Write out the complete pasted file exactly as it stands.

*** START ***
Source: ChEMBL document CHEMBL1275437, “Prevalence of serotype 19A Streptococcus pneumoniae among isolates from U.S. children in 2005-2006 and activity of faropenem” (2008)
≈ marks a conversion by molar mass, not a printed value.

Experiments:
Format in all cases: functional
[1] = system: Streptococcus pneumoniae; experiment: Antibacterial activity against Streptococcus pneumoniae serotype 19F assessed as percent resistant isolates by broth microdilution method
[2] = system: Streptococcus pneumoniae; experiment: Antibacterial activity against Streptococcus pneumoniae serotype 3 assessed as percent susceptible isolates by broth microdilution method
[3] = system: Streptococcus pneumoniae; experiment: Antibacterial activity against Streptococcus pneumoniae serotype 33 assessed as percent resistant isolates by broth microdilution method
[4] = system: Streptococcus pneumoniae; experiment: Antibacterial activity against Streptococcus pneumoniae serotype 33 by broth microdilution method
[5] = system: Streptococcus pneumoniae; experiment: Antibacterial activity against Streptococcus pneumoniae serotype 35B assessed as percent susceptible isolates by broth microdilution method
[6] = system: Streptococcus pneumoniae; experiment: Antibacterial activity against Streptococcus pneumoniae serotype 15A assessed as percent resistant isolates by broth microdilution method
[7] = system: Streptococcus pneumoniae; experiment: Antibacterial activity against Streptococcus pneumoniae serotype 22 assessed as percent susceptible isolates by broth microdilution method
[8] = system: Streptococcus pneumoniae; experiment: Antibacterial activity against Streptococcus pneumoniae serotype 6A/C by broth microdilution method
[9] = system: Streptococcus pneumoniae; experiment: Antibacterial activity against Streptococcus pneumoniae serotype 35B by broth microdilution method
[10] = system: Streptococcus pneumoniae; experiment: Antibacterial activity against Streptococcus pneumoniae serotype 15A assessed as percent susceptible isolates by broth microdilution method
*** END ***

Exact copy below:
Source: ChEMBL document CHEMBL1275437, “Prevalence of serotype 19A Streptococcus pneumoniae among isolates from U.S. children in 2005-2006 and activity of faropenem” (2008)
≈ marks a conversion by molar mass, not a printed value.

Experiments:
Format in all cases: functional
[1] = system: Streptococcus pneumoniae; experiment: Antibacterial activity against Streptococcus pneumoniae serotype 19F assessed as percent resistant isolates by broth microdilution method
[2] = system: Streptococcus pneumoniae; experiment: Antibacterial activity against Streptococcus pneumoniae serotype 3 assessed as percent susceptible isolates by broth microdilution method
[3] = system: Streptococcus pneumoniae; experiment: Antibacterial activity against Streptococcus pneumoniae serotype 33 assessed as percent resistant isolates by broth microdilution method
[4] = system: Streptococcus pneumoniae; experiment: Antibacterial activity against Streptococcus pneumoniae serotype 33 by broth microdilution method
[5] = system: Streptococcus pneumoniae; experiment: Antibacterial activity against Streptococcus pneumoniae serotype 35B assessed as percent susceptible isolates by broth microdilution method
[6] = system: Streptococcus pneumoniae; experiment: Antibacterial activity against Streptococcus pneumoniae serotype 15A assessed as percent resistant isolates by broth microdilution method
[7] = system: Streptococcus pneumoniae; experiment: Antibacterial activity against Streptococcus pneumoniae serotype 22 assessed as percent susceptible isolates by broth microdilution method
[8] = system: Streptococcus pneumoniae; experiment: Antibacterial activity against Streptococcus pneumoniae serotype 6A/C by broth microdilution method
[9] = system: Streptococcus pneumoniae; experiment: Antibacterial activity against Streptococcus pneumoniae serotype 35B by broth microdilution method
[10] = system: Streptococcus pneumoniae; experiment: Antibacterial activity against Streptococcus pneumoniae serotype 15A assessed as percent susceptible isolates by broth microdilution method